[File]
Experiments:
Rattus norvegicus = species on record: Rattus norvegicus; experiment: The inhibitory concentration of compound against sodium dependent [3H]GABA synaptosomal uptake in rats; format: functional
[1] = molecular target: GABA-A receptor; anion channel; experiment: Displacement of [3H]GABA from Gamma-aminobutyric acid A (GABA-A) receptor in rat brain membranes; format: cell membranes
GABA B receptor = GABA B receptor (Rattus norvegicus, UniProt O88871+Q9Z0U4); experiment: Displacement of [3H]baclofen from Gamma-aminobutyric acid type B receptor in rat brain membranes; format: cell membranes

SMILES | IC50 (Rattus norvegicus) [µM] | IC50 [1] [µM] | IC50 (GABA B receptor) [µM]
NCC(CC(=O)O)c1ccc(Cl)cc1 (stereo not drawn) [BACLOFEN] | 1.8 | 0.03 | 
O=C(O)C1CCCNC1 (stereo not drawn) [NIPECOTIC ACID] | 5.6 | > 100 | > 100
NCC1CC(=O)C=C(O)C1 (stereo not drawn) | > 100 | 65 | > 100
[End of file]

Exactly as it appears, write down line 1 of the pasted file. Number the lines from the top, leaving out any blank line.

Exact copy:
Experiments: